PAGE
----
I will be at Microsoft on Thursday and Friday, and only have meetings on Thursday afternoon.
I would love to meet other hackers. If you want to meet, discuss, talk, drop me an email: email@example.com
People at the office became LOLcat fans by reading every day i can has cheezburger a few months ago. It was harmless entertainment.
But recently I have discovered that LOLspeak has started to creep into our codebase.
What other naming conventions should we adopt?
Michael struck back by bringing fruits and vegetables today. To which Aaron replied "I hope those fruits rot".
Today the machine was refilled:
This has brought finally an end to the empire of speculation from this rapacious market meddler. With at least 12 new twix bars injected into the local office economy we should enjoy a smooth sailing for the rest of the week.
Update: Some sources inform me that Aaron was trying to create an artificial scarcity in the office by buying the remaining 12 twixes, he hit a glitch in the machine, he got two bars for the price of one.
This is not bodding well for the local Twix aficionados:
Update 2: Capitalism knows no limits:
Update 3: To add insult to injury, he is now selling individual Twix bars for 70 cents each, or a full pack for 1 dollar.
Update 4: We will be picketing Aaron's office at 4pm this afternoon:
I love the LinuxHater's Blog. This is a must-read RSS feed.
It is funny in a way that xkcd is funny to Unixers. Whoever is writing that blog has extensive experience on Linux and enviable writing skills.
A first class grilling/roasting of Linux and the Linux community. It should help keep things in perspective.
Some good starting points:
The entire OpenOffice suite is built on top of a component technology called UNO (which is inspired by COM, but heavily extended). Pretty much all of the functionality in OpenOffice is exposed through some UNO interface, and although the native interface is built on top of C++ many bridges have been created over the years that expose UNO to a variety of languages, runtimes and object brokers.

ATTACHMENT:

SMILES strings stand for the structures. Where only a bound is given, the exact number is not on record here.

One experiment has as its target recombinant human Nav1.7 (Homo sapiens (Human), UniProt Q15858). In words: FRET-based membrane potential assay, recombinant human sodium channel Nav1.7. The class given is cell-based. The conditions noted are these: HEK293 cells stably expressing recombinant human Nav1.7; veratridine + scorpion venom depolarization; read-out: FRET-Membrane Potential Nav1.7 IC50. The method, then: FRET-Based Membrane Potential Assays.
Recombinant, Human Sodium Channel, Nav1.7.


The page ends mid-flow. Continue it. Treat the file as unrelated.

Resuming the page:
A few years ago, Sun implemented a .NET bridge for UNO. This bridge allowed .NET developers to script, extend and reuse open office as a library from C# or any other .NET language.
A couple of years ago, Michael Meeks and the OpenOffice community ported the bridge to work with Mono which allows developers to create OpenOffice based solutions using any of the Mono programming languages (C#, Boo, IronPython, IronRuby, F#, VB, Nemerle and so on).
But even if the engine existed, it was not properly installed in the system and getting a C#-based OpenOffice solution required lots of Unix skills, the kind of skills that would likely be in short supply by those interested in OpenOffice automation. We fixed this in this last development cycle, so now a Novell OpenOffice installation will have everything you need.
Michael Hutchinson, one of our MonoDevelop hackers has put together the missing pieces to simplify the process. He has created the solution templates necessary to create these solutions, and packaged them as a Mono.Addin for exiting MonoDevelop users.
To build OpenOffice solutions, you need to install the OpenOffice addin for MonoDevelop. To do this, follow these steps.
Activate the Add-in Manager
Select the OpenOffice Automation Samples
Complete the installation for the Mono.Addin, once you are done, create a new Solution:
You can skip this step, and get back here later, but you might want to select "Unix integration":
Take advantage of code-completion:
This is what the default sample looks like, you can use this as a foundation for your program. Since this is a COM-based API, it is not an API that is easy to discover with code-completion popups, so we figured it was best to ship full working samples:
Build and run your application by hitting F5:
Your OpenOffice solution in all of its glory, this is from the samples that we distribute as part of the templates:
Sadly, the OOo API exposed by UNO does not look or feel very .NET-ish at all. It is a COM-based API and is not very discoverable. Code-completion will sadly not be of much help without the samples.
Additionally, the conventions used in the code are not very .NETish, so it will feel a little bit odd.
There are a few options here, we could either massage the .NET exposed API into something more .NET-friendly, or we could create a wrapper around the UNO API for most common usage scenarios. We are not sure what would be best.
We believe using a Cecil-based tool-massager we could rewrite the cli_types.dll library to get a more .NET-ish API: